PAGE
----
Ancillary merchandising for films can certainly run to the ridiculous. Just the other day I saw a Darth Vader lawn sprinkler for sale at Wal-Mart. I almost bought it, for reasons of irony and kitsch, but then stopped myself when I realized how depressing it would be to buy a Darth Vader lawn sprinkler from Wal-Mart. There are some consumer acts that even irony can’t cut.
Film merchandising projects can certainly be worthwhile, of course, especially when the publishing market gets involved. Books attached to films are indeed a kind of merchandising, but they need not be so overtly crass. The hardcover edition of MirrorMask, The Illustrated Film Script of the Motion Picture from The Jim Henson Company is an example of a companion book that makes sense. After all, the film’s creators, Neil Gaiman (screenwriter) and Dave McKean (director), are two of the most celebrated graphic novel artists of all time. It seems entirely proper to see a book from these two. What’s weird is that there’s a movie attached.
Neil Gaiman and Dave McKean
The Illustrated Film Script of the Motion Picture from the Jim Henson Company
Due to the vagaries of the film distribution business, it turns out that the book MirrorMask will be on shelves for several months before the movie hits theaters. (Although the film has screened at a few festivals, it’s not expected to see wide distribution in the US and Europe until later this fall). And so we have the strange situation in which we can peruse at length the full script and storyboards, along with production stills and written material by Gaiman and McKean, well before we have any chance of seeing the movie itself. It’s the ultimate spoiler.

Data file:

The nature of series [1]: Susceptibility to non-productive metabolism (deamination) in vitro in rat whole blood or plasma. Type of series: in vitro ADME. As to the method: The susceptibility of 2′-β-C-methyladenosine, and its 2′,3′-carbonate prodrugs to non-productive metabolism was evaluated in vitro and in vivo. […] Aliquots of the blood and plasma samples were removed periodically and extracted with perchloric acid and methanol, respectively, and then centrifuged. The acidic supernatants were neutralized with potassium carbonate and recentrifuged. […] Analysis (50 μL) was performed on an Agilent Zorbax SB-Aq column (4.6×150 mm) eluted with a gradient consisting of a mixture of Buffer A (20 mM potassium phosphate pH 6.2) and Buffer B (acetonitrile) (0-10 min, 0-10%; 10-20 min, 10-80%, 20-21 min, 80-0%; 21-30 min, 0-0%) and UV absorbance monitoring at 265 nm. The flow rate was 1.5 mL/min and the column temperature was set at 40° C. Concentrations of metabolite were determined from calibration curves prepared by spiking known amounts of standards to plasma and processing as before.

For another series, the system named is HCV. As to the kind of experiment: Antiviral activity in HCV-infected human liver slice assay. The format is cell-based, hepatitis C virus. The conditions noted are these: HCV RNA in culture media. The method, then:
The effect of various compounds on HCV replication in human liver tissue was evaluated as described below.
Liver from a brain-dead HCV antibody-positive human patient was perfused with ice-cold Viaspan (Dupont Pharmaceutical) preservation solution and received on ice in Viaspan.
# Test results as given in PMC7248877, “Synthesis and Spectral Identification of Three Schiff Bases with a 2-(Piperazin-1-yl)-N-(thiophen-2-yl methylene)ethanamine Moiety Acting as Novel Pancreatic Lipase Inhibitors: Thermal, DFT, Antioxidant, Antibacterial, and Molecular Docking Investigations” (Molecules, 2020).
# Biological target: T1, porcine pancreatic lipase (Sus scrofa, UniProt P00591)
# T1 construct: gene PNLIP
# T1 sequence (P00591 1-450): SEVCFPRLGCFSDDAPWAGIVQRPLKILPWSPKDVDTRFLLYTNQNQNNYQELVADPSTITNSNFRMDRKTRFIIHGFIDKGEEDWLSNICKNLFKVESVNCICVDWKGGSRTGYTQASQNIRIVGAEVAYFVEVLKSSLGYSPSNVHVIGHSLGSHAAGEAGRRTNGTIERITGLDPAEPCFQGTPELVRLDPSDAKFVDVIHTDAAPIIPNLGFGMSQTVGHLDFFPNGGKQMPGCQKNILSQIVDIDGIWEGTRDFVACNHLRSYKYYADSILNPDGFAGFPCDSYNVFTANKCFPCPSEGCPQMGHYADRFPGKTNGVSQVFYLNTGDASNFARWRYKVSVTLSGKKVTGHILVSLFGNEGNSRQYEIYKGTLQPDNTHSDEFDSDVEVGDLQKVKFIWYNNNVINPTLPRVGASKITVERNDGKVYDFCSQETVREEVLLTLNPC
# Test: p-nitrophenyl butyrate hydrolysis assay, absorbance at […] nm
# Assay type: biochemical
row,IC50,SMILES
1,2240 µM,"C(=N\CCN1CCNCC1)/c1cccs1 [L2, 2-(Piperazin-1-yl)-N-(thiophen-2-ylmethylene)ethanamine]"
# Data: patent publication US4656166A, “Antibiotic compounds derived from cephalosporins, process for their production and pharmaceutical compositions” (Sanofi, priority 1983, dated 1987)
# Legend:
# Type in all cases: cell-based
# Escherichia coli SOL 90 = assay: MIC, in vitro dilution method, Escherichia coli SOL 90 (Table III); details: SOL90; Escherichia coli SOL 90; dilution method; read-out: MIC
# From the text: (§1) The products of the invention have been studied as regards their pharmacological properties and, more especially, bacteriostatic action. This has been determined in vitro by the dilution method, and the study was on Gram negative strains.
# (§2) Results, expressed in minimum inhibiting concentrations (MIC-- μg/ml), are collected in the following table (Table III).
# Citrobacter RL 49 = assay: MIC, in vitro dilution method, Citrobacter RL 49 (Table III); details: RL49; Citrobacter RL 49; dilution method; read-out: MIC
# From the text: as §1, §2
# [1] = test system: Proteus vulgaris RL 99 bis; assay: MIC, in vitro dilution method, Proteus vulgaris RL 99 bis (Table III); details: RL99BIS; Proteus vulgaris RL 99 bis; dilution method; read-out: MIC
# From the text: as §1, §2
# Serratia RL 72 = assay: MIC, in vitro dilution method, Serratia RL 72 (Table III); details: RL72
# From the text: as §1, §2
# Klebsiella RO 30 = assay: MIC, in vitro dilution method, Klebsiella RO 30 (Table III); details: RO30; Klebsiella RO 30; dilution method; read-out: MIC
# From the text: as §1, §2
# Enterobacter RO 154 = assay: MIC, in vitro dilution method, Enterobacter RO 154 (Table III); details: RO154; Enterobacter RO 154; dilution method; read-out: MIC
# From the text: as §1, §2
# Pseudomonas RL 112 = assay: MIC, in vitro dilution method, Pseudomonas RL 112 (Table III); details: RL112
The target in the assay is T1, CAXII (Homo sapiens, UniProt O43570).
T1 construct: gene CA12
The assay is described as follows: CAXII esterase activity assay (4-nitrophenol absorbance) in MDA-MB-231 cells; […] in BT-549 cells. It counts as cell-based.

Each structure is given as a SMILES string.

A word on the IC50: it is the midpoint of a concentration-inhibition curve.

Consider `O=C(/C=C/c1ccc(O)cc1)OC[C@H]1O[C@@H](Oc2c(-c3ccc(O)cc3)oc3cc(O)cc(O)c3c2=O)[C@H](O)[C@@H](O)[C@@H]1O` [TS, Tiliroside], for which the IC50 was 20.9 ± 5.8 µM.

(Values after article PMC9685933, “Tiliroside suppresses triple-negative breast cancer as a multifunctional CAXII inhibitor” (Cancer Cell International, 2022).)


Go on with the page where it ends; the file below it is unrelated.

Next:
The story of MirrorMask is vintage Gaiman, and I mean that with all the slight exasperation and ultimate affection it implies. Helena, troubled and dreamy teenage heiress to the family circus, is drawn into a strange alternate reality that may or may not be all in her head. There she embarks upon the hero’s quest, complete with scary villains, dubious allies, weird and marvelous locales, and the requisite evil queen. Most involving is the presence of a doppelganger Helena, a changeling mirrorself who wants a life of her own here on our side of the fence.
In its essentials, the story of MirrorMask is evocative of many older stories—Alice in Wonderland presents itself pretty readily. But Gaiman will be the first to tell you that all stories are just resonant amplifications. From a handful of ancient myths, we tell ourselves these same stories over and over again. Gaiman typically wears his voluble inspirations on his sleeve, but what’s surprising here is the specifically similarity to ground Gaiman covered himself in his groundbreaking comics series Sandman, particularly the “Game of You” story arc. And Helena must be Gaiman’s 100th iteration of dangerously imaginative, slightly punked-out teenage heroine.
That said, MirrorMask is populated with fantastic and inspired moments: monkeybirds and flying giants, sentient cities and temporal “soft places” where the space-time continuum maintains a refreshingly informal attitude. The character of Valentine, Helena’s companion for much of the journey, is one of the story’s richest creations—a charismatic rogue whom, due to his ambiguous reality, Freud would find vastly compelling.